Monday, March 3, 2014

How to shut up your inner snob -- and start writing

Guest Post 

Madeline Hatter 
   Today's writing advice comes from author/comedienne Madeline Hatter, who I had heard about long before I actually met her.   One, because people genuinely love her and her comedy.  And two, because,  at first glance, folks were constantly getting us mixed up.  (We still are puzzled by that.  But at least from my end , considering her popularity, I guess it wasn't so bad! )   Madeline describes her novel,  "Lookin’ in the Mirror,"  as  "an unromantic comedy."   And I'm not surprised.   Madeline has a delightfully unique and quirky way of looking at the world.   Here, she talks about  killing your inner snob as a key to sparking creativity.  

Advice from Author/Comedienne Madeline Hatter
Keep Your Snob in Check
    I can be a snob. Some days, I wrong-headedly affirm that snobbery: I'm a hipster, hee-hee.  I say wrong-headed, because snobbery is dangerous to your process. When you're brainstorming stories, but throwing them all out because they're not “original” enough -- or whatever contrived reason -- it's destructive. And for me, all this was happening before I even touched a key.
   Several years ago, I wrote a novel, with a sequel built in.  Literally. The first one ends on a cliffhanger. And having not written the sequel dogged me for a long time. So why wasn't I
writing? Snobbery.
    My first novel  ("Lookin’ in the Mirror")  was a spoof of sorts.   I called it an “unromantic comedy” because it followed the same tropes of a typical rom-com, but nobody falls in love.  But the second would definitely be a rom-com, and that started to bother me.  “I'm so hack,” I would mull to myself.  I'd berate myself to come up with stories in other genres.  To no avail.  Along the way, the messaging became more destructive, with articles touting some established author's process of completing 25 books a year.  Finally, I decided that if I wasn't going to write, I needed to do something else.
    Years passed, and I had freelanced a little.  I covered basketball, politics, and then left writing entirely. (Mostly because politics will drive you nuts.) I got into cooking.  Organic living.  Locavorism.  Interesting stuff, but I wasn't producing anything.  And at my core, I am a creator.
     At the encouragement of a coworker, I did my first standup set.   I wasn't horrible, just really, really rough.  Looking back, I got some really good laughs for a first-timer. And it wasn't an audience stacked with family and friends.  Then, I took a class at The Laughing Skull.  Our graduation show was another feather in my cap. “I can do this,” I thought. But it wasn't long until that old snob came around again.   And I started looking for “deeper, more thoughtful” material, “getting bored” with the stuff I already had – stuff that was getting laughs!  Then, the articles: Louis C.K. writes a whole new show every six days!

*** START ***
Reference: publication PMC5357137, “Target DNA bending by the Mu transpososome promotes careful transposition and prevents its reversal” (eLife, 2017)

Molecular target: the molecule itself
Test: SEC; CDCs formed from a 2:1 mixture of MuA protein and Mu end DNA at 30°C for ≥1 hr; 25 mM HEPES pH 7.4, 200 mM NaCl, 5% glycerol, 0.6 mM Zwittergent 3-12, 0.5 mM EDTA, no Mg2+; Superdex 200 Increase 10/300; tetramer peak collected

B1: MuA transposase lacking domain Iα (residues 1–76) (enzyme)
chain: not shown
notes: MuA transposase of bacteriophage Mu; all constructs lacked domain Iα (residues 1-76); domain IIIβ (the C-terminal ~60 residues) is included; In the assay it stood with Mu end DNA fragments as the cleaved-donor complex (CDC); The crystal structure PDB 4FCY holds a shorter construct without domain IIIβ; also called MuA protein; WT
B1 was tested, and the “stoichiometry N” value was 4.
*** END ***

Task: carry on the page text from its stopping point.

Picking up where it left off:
Admittedly, this process did bring me to sketch comedy, improv, and now acting – which have also been very good to me. (I'm featuring in  I Hate Hamlet at Lionheart Theatre  starting March 13!)   But the time came to put the kibosh on "Le Snob."
     “This is bullshit,” I said to myself.    “I'm not a middle-aged white man who's been in comedy for 20 years!  I can aspire to create material on that cycle, but if it doesn't happen, so be it.  I'm me.  I need to write what I know, in the cycle that I have.”  The message: Learn to appreciate yourself... Your talents, skills... What you bring to the table. If you need to, list them.   In fact, it's better if you see them written down.   In your own handwriting.  And if you're like me, doing so will bring you to finally admit some things you've been hiding, like...
     Datgummit, I like rom-coms!   So what if the last one or two, or fifty, have really driven it into the ground.  There have been some cherished greats in the genre -- or at least just cherished by me. “So screw you, Snob!   I like happy endings!   And shut up, comedy self.   You know I'm not talking about massage parlors fronting for prostitution.”
Now all I need to do is sit down long enough to write that sequel...

 Madeline Hatter is a former journalist and graphic designer. Author of the unromantic comedy "Lookin’ in the Mirror".   Atlanta comic.  Now, actor.   Madeline is the sardonic girl next door, delivering killer quips with her disarming smile. You may know her from her YouTube video Thank You Black History. Soon she will feature in the Lionheart Theatre production I Hate Hamlet, running March 13-30, 2014 in Norcross, Ga.  Madeline enjoys outdoors activities with her dog, watching sci-fi/fantasy, practicing Spanish, and writing.   While working as a journalist, she published the unromantic comedy "Lookin' in the Mirror".  Now she's looking forward to starring in romantic comedies!

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